The first revolutionary shot fired from the ’90s rock underground in the UK was explosive enough to dispatch a home stereo. The story goes that when Graham Sutton, guitarist/vocalist for Bark Psychosis, first played for Vinita Joshi (then co-owner of Cheree Records) a tape of the two songs that would be his band’s first official single, it was a memorable unveiling. As writer Jack Chuter recounts in his book Storm Static Sleep: A Pathway Through Post-Rock, the two were listening to “All Different Things” and “By Blow” in Joshi’s London apartment, and, “As if Sutton had yet to fully grasp the dynamic volatility of his own music…he turned up the volume on Joshi’s speakers until they blew up.”
The decade had just begun and Sutton was 18 years old, as was his close friend and Bark Psychosis co-founder and bassist, John Ling. Young as they were, by that point they had been playing music together for several years, had left school to dedicate themselves to the band, and for their first release had recorded a grinding track called “Clawhammer” for a three-way split with Spacemen 3 and shoegazers Fury Things. Regret soon set in. They disowned their aggro-noise origins, and “All Different Things” b/w “By Blow” was their do-over. It was a remarkable reset.
Change was constant for Bark Psychosis. Leaning on the volume knob may have technically been what wrecked Joshi’s speakers, but the episode illustrates the unstable temperament of both the band itself and the body of work that they would gradually build over the next four years. That growth would culminate with Hex, their debut full length, the release of which in February 14, 1994 — 25 years ago today — was followed a few months later by the group’s demise. Instead of setting them on the road to bigger things, the path to Bark Psychosis’ first album proved to be their unravelling.
Sutton and Ling had been jamming since their school days in Walthamstow, London, but Bark Psychosis really found its bearings when drummer Mark Simnett entered the picture. Roughly a decade older than his new bandmates, his record collection unabashedly held its share of prog rock and Pink Floyd LPs. Through his job as a community worker, he was also able to score a practice spot in the basement of a church named St. John’s in the Stratford neighborhood, and they would eventually have opportunities to write and record music upstairs in the lofty main room. Simnett, then, was responsible for introducing space and ambience to Bark Psychosis in two key ways.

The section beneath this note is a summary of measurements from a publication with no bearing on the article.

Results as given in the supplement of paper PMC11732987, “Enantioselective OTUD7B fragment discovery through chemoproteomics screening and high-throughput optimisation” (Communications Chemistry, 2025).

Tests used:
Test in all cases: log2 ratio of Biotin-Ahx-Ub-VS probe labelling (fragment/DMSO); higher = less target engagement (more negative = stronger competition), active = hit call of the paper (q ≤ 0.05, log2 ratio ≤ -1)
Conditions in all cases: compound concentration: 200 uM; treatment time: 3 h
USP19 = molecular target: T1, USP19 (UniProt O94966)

Dedicated to their cause, Ling and Sutton lived in a squat together in Leyton not far north of their crypt rehearsal space. They had ambitions, but success was measured less by fulfilling escapist rock ‘n’ roll dreams and more in translating their stark, urban East London surroundings into expression. Idealists who had previously bonded in shared fire for causes like nuclear disarmament, they pursued music with similar ardor and belief. Bark Psychosis’ songwriting process was intuitive and natural, but also impassioned and painstaking.
Perfectionism wasn’t the only factor to blame for the trickling pace of their recorded output. Two singles, “All Different Things” b/w “By Blow” and “Nothing Feels” b/w “I Know,” were released by Cheree in 1990. Difficulties between band and label came up soon thereafter, with the end result being that Bark Psychosis didn’t release any material for a year, when they signed with 3rd Stone Records and put out the three-track Manman EP. Yet they were hardly inactive in that interim. “There’s almost certainly a missing album, in some respects,” Sutton explains in Jeanette Leech’s book Fearless: The Making Of Post-Rock. “It would have been a document of where we were at the time…. It was a lot more band-like back then, but it was just changing so quickly.”
Unlike indie contemporaries such as Blur or Ride, who made conscious and consistent alterations to their sound with each successive album, the evolution of Bark Psychosis was practically song-by-song. If their trajectory had a precedent it was that of their heroes Talk Talk, who had pushed further into abstraction with each LP. The “Nothing Feels” single had been cold and dreamy enough to catch some of the Cocteau Twins’ crowd, but the Manman EP scraped the hard techno-futurism of the title track right up against the slow-release bliss of “Blood Rush” and progressive noise peaking of “Tooled Up.” The development from the early singles to the Manman EP can also be partly attributed to the band taking on keyboardist Daniel Gish, who had been playing with their nearby peers, Disco Inferno.